In 1995, Renault teamed up with Williams to celebrate the tenth anniversary of the Espace MPV. We took a ride in their 800bhp creation
Despite a dubious start when it was launched in 1985, the Renault Espace went on to win over the British public and kick off the MPV trend, much in the same way the Nissan Qashqai did 20 years later for SUVs.
But after a decade on sale (the Espace II of 1991 was essentially just a reskin of the original), and in the face of upcoming competition from Chrysler, Citroën, Fiat, Ford, Honda, Peugeot, Vauxhall and Volkswagen, Renault felt it needed to make some noise about its people carrier.
And what better way to do it than by teaming up with the Williams Formula 1 team, which was then at the peak of its powers, having dominated the 1991, 1992 and 1993 F1 world championships with a Renault V10 powering its cars?
Thus the one-off Espace F1 was created. Built by Renault’s production partner Matra, it was an extreme machine. It was built on a carbonfibre chassis, the aft section of which was sourced directly from the Alain Prost-piloted 1993 Williams FW14, suspension and all. The body was a carbonfibre-reinforced version of the standard Espace’s bodywork with appropriate bulges, vents and spoilers affixed.
Power came from the FW14’s naturally aspirated 3.5-litre, 40-valve V10, producing around 800bhp and 520lb ft and capable of revving beyond 13,000rpm. This was mounted in the middle of the car, where the kids usually go. It sent drive to the rear wheels through a six-speed, semi-automatic sequential gearbox.
Floor it from a standstill and you’d hit 62mph in 2.8sec, 120mph in 6.9sec, and top out at 194mph.
Stopping power came from huge carbonfibre disc brakes, which Renault claimed could bring the Espace F1 to a stop with just 10% more road than a regular F1 car.
However, this ridiculous creation generated up to 2g of lateral g-force, yet still had a high centre of gravity and a 1300kg kerb weight to contend with, meaning that it cornered «sometimes with three, sometimes with two wheels on the ground». A limited-slip differential and traction control system were small consolation.
On 28 June 1995, Autocar’s Gavin Conway took a ride in «the world’s silliest Espace» with the former F1 driver who helped to develop it, Eric Bernard.
«It’s time,» Conway began. «Race harness yanked hard enough to knock the breath out of me. Lots of people wagging thumbs up. Seating position feels as high as the road car’s, dashboard is hysterically funny, road car-accurate right down to the little carbonfibre glovebox. Earplugs with intercom to driver shoved deep into my ears. Eric, you wouldn’t try to scare me now, would you?»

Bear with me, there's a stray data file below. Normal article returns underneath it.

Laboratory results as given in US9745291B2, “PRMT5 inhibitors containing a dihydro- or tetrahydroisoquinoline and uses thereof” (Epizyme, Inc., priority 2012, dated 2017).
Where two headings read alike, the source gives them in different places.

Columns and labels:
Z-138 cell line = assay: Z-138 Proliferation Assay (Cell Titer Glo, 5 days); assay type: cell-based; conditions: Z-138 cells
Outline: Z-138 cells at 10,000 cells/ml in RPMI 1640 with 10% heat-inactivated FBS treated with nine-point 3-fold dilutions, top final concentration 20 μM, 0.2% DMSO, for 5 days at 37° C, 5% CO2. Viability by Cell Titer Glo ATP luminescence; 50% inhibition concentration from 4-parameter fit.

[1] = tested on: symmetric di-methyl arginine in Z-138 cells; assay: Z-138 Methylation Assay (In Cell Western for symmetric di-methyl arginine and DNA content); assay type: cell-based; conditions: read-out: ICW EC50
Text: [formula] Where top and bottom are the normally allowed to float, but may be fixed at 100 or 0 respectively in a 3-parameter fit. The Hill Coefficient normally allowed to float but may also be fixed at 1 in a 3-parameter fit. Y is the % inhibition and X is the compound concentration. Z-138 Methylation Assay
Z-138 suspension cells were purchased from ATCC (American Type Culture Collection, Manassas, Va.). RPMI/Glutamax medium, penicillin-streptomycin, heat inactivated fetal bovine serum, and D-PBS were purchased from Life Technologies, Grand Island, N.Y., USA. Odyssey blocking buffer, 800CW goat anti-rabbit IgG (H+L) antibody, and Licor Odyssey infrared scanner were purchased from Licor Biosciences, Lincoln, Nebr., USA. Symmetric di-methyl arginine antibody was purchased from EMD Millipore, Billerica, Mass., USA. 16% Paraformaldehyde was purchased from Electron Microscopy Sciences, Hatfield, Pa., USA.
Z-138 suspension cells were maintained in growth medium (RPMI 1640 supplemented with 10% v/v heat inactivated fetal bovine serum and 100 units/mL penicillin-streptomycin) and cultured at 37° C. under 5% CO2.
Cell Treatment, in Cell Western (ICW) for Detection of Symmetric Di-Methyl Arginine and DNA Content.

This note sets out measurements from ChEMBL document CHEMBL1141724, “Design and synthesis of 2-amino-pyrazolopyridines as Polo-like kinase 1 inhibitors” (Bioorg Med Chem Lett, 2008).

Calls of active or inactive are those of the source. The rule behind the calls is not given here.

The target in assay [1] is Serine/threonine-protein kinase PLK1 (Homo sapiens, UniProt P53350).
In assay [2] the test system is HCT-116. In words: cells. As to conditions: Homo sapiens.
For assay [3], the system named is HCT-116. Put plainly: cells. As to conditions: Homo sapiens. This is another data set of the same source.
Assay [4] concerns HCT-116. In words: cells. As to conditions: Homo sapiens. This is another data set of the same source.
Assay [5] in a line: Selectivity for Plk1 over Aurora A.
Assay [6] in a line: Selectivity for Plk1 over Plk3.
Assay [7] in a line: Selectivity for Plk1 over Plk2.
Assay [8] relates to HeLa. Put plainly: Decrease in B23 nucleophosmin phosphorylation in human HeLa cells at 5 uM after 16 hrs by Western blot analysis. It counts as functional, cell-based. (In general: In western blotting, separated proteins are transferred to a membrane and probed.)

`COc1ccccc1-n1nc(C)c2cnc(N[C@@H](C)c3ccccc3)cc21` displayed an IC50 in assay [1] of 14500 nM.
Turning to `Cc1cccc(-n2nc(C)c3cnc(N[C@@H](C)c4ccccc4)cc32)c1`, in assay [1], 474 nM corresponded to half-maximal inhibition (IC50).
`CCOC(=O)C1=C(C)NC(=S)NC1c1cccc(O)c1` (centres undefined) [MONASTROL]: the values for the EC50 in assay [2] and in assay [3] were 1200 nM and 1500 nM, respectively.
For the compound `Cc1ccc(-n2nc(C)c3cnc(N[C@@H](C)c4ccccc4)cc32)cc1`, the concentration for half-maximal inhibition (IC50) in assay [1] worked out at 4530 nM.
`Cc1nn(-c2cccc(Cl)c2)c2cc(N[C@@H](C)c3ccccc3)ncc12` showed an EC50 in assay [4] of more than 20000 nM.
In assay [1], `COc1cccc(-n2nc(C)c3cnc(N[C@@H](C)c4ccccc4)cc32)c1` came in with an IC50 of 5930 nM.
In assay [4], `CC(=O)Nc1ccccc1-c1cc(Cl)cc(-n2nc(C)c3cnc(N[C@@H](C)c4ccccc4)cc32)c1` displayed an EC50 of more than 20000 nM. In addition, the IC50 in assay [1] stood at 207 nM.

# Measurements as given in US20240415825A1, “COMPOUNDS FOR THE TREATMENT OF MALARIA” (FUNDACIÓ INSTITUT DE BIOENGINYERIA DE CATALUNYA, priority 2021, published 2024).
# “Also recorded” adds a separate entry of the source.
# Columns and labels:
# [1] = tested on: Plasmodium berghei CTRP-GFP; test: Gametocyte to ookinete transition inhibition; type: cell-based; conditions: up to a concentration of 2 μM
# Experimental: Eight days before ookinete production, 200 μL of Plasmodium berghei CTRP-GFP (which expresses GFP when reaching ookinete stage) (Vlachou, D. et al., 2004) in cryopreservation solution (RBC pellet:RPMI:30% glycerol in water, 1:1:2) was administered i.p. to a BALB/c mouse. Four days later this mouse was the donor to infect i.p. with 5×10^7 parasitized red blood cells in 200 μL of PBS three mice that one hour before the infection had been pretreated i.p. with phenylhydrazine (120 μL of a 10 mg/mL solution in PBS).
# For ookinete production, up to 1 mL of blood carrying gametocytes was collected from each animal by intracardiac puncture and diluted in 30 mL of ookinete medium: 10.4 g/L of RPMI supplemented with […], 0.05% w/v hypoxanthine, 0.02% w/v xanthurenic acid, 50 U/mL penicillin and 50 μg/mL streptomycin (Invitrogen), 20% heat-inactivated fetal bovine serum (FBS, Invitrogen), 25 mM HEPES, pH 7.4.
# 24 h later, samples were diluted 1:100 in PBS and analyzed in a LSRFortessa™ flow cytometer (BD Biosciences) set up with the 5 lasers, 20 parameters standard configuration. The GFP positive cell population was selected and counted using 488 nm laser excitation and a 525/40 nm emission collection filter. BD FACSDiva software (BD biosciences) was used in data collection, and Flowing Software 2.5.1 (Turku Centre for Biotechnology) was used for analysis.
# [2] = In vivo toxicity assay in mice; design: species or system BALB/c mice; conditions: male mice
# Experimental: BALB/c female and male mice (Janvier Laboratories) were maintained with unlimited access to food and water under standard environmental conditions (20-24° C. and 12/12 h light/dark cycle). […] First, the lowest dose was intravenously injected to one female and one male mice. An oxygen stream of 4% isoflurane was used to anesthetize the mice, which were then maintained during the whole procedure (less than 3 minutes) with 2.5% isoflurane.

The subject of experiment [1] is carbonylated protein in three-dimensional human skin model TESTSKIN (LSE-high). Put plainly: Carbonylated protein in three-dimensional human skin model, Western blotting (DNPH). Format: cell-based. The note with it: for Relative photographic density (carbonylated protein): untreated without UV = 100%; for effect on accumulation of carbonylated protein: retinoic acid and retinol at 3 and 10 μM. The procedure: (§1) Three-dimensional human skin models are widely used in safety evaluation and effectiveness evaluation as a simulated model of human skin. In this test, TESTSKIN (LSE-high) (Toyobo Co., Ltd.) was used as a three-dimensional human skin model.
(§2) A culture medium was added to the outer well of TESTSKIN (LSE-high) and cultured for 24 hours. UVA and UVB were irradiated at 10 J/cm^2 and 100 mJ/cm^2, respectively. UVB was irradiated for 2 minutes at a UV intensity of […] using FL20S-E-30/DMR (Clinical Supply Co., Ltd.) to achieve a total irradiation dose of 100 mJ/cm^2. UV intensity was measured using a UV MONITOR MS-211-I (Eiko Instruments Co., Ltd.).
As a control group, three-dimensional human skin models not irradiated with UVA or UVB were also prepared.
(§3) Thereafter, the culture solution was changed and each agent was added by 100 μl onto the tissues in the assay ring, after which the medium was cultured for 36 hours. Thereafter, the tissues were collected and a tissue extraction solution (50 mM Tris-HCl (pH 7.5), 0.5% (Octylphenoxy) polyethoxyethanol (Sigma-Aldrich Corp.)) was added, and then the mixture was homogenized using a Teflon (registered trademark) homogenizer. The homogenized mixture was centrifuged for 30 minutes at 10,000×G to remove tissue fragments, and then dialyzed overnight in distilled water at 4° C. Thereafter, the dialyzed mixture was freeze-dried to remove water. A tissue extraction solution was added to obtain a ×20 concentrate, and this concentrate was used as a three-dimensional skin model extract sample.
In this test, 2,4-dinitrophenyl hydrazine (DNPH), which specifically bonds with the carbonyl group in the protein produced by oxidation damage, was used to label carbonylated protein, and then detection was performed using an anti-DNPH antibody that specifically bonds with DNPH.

«No no no no,» replied Bernard. «I’m a nice man, me. Heh heh heh.»
Conway continued: «Starter motor shriek, interior explodes, high-frequency vibration through the seat. Eric barks at me through the sound haze, I nod furiously, not understanding a word, enjoying his charming Fraunch accent.
«Into first, clutch comes out for the last time until we stop. We are on fresh tyres, Eric has explained, and will need to take it easy for the first lap. Heh heh heh.
«Easy. Slammed in the back by a moving freight train, fixed rigor face mask, sucked back, harness going to slice me into four sections, noise daggering about the cabin.
«Heart rate drops to a manageable 140bpm. The staggering acceleration/deceleration combo begins to make sense. The sound is glorious, like a Hollywood version of the real thing, cathedral amplified in the carbonfibre tub, the fury of it matched perfectly with the belly-sucking thrust. Eric’s little thumbs flick away at the steering wheel buttons, blammin up and down the ‘box, sawing at the wheel like a rally hero, emphasising just how hard this crazy limo is to contain. Down the pit straight, a final blam puts us into top, where we stay forever, where 180mph approaches, where imagination fails.
«Over. Engine shuts down, no flywheel moan, just instant silence, broken by the usual grateful oh-migod babble. But Eric is already being briefed for his next passenger, already on his way from the private jet park outside the track. Big noise is coming.
«The Renault Safrane barely settles on its coils when the front doors pop open and suited minders run to the back. A wheelchair appears and Frank Williams is gently lifted into place. Struck deeply at the profound helplessness, arms and hands useless at his sides. It’s difficult to know how to feel, instinctive but no sorrow here, thanks very much. Frank Williams, hero constructor, race maker. Come for a ride.
«The Espace F1 warms up its tyres, wailing past the pits. Then Frank is in, belts tightened, helmet politely declined. ‘Not too fast,’ somebody says to Eric. As if. This will be Frank’s first time in a car powered by one of his very own race V10s, the first time he will feel a little of the fury that the Williams team has created.
«Good as his word, Eric pussyfoots around the first lap. Second lap, seems like someone’s had a word. Eric ups the pace, makes the Espace F1 sing a little song for Frank. Blamming down to first, back into the pits, Frank is media-swarmed, fielding ‘how does it feel’ in four different languages. He rocks back into his seat, mimicking positive g-force. He never does stop smiling, mostly PR but some of it heartfelt, some of it plainly the result of Eric’s gentle efforts in the F1 Espace.
«Yeah. It wasn’t such a silly idea after all.»